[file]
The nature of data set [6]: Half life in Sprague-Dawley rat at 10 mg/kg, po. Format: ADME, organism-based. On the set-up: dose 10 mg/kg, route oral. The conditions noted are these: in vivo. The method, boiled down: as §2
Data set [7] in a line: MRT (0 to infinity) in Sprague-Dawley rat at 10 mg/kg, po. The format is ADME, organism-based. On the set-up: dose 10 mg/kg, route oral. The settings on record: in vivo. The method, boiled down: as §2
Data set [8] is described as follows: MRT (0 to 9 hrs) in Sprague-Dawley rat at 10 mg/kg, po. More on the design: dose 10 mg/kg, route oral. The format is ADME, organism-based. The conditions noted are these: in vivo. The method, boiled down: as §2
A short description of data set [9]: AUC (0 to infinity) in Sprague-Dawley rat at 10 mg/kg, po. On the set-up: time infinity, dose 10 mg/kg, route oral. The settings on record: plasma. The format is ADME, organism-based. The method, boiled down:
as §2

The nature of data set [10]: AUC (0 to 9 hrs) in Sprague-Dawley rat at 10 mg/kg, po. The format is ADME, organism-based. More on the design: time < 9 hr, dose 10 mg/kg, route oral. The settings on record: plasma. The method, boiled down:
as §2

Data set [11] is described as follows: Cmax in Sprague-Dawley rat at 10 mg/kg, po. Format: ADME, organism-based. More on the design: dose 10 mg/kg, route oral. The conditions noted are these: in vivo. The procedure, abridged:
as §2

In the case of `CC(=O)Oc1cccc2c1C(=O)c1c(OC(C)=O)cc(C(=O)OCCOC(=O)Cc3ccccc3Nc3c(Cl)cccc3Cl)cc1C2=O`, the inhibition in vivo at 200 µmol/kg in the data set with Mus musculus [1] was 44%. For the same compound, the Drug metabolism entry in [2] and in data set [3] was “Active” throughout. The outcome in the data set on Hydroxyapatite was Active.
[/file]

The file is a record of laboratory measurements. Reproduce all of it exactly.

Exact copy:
The nature of data set [6]: Half life in Sprague-Dawley rat at 10 mg/kg, po. Format: ADME, organism-based. On the set-up: dose 10 mg/kg, route oral. The conditions noted are these: in vivo. The method, boiled down: as §2
Data set [7] in a line: MRT (0 to infinity) in Sprague-Dawley rat at 10 mg/kg, po. The format is ADME, organism-based. On the set-up: dose 10 mg/kg, route oral. The settings on record: in vivo. The method, boiled down: as §2
Data set [8] is described as follows: MRT (0 to 9 hrs) in Sprague-Dawley rat at 10 mg/kg, po. More on the design: dose 10 mg/kg, route oral. The format is ADME, organism-based. The conditions noted are these: in vivo. The method, boiled down: as §2
A short description of data set [9]: AUC (0 to infinity) in Sprague-Dawley rat at 10 mg/kg, po. On the set-up: time infinity, dose 10 mg/kg, route oral. The settings on record: plasma. The format is ADME, organism-based. The method, boiled down:
as §2

The nature of data set [10]: AUC (0 to 9 hrs) in Sprague-Dawley rat at 10 mg/kg, po. The format is ADME, organism-based. More on the design: time < 9 hr, dose 10 mg/kg, route oral. The settings on record: plasma. The method, boiled down:
as §2

Data set [11] is described as follows: Cmax in Sprague-Dawley rat at 10 mg/kg, po. Format: ADME, organism-based. More on the design: dose 10 mg/kg, route oral. The conditions noted are these: in vivo. The procedure, abridged:
as §2

In the case of `CC(=O)Oc1cccc2c1C(=O)c1c(OC(C)=O)cc(C(=O)OCCOC(=O)Cc3ccccc3Nc3c(Cl)cccc3Cl)cc1C2=O`, the inhibition in vivo at 200 µmol/kg in the data set with Mus musculus [1] was 44%. For the same compound, the Drug metabolism entry in [2] and in data set [3] was “Active” throughout. The outcome in the data set on Hydroxyapatite was Active.